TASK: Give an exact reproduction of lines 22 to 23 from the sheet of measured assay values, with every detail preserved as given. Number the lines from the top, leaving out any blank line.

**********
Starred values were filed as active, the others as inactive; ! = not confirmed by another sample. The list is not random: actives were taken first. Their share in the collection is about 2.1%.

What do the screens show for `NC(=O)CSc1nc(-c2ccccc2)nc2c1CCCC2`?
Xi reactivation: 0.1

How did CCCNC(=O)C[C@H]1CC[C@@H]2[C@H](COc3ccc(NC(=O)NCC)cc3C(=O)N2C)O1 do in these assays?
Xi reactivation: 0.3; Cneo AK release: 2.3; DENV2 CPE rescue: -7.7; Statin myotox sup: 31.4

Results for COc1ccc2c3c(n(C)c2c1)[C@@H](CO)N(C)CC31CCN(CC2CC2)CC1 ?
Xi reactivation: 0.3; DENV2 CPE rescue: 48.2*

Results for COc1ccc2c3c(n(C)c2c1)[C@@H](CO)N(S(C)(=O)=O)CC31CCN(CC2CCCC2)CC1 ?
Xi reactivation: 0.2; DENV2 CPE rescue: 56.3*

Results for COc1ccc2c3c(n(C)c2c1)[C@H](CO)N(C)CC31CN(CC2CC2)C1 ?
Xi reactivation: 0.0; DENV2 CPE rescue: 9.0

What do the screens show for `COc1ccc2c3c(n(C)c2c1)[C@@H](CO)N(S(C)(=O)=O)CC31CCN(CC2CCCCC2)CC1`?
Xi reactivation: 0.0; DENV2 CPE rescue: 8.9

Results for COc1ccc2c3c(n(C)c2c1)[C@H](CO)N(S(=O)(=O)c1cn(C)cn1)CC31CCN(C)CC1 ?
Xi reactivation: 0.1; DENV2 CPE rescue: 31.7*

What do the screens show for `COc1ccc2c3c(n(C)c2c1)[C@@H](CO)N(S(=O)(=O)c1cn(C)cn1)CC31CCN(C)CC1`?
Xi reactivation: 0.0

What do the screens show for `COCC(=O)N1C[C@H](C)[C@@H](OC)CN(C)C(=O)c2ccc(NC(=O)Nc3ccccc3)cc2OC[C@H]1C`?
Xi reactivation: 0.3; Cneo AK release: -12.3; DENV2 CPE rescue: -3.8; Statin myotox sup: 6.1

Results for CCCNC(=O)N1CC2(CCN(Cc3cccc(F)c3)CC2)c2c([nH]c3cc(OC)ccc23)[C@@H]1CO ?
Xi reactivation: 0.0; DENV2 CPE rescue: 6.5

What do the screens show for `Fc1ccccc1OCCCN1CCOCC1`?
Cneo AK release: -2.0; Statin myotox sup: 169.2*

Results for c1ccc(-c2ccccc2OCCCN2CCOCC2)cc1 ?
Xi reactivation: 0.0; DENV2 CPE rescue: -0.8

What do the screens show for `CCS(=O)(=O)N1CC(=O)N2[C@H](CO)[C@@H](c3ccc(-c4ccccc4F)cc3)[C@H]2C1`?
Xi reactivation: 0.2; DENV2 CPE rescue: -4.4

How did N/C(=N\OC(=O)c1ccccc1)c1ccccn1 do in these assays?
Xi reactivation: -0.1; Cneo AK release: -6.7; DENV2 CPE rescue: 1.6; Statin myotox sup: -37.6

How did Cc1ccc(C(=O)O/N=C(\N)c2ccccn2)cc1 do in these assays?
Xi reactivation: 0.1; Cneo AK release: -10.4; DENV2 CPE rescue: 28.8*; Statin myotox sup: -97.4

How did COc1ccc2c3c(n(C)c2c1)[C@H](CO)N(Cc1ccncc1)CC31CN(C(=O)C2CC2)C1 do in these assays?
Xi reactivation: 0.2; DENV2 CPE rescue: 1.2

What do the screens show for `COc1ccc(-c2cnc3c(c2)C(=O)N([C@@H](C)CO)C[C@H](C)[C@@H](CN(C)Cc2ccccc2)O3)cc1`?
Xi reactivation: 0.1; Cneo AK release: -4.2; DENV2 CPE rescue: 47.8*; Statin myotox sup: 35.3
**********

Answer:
What do the screens show for `Fc1ccccc1OCCCN1CCOCC1`?
Cneo AK release: -2.0; Statin myotox sup: 169.2*